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Episode 6 Part 7

By:  Lenady

Tilly was too stunned to move, as were the alien guards, at least initially. A few seconds however into the scuffle between the elder and Sanrook, they too jumped forward and attempted to pry her away from him. Tilly followed suit, more for Sanrook’s sake than the elders. She knew that if Sanrook had wanted to take down the old guy it wouldn’t have taken her this long, especially considering how tired he had looked just a few minutes prior. The scuffle between the two was horribly weak, and almost seemed more an arm wrestling match in a way. She couldn’t see as well, now that Sanrook had been surrounded by a few of the guards, but her movements seemed too controlled to be out of an anger-based attack. A more reasoned attack was possible, but what would she have been doing? The guards had grabbed Sanrook’s arms by then and were attempting to pull her away. Tilly moved forward, the thought crossing her mind to grab one of the guards that was pulling on Sanrook, but as soon as she had walked far enough into the crowd she too was grabbed, then pulled away from the fight.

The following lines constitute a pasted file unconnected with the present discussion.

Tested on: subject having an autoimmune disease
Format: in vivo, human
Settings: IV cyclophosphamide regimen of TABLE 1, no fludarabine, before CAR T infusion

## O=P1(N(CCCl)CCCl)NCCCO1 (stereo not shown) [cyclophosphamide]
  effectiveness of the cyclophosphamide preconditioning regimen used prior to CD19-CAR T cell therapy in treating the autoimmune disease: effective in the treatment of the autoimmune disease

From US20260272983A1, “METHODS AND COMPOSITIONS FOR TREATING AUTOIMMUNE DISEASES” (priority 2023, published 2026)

Sanrook was only at the elder a few moments longer anyway. The guards pulling seemed to only increase the struggle, until a few seconds later she quit struggling quite so much and stepped a foot or two away from her presumed victim. She was now wearing a triumphant smile.

            “Now you should be able to understand us. Hey! Don’t touch that. I just put it there for a reason,” Sanrook said to the elder. He was noticing the object that Sanrook had put into his ear and for a few moments tried to pull it out, until he stopped suddenly. Tilly realized that he must be going through the same process she had just gone through a few minutes prior with her own translator. A few words in his language had probably came through finally.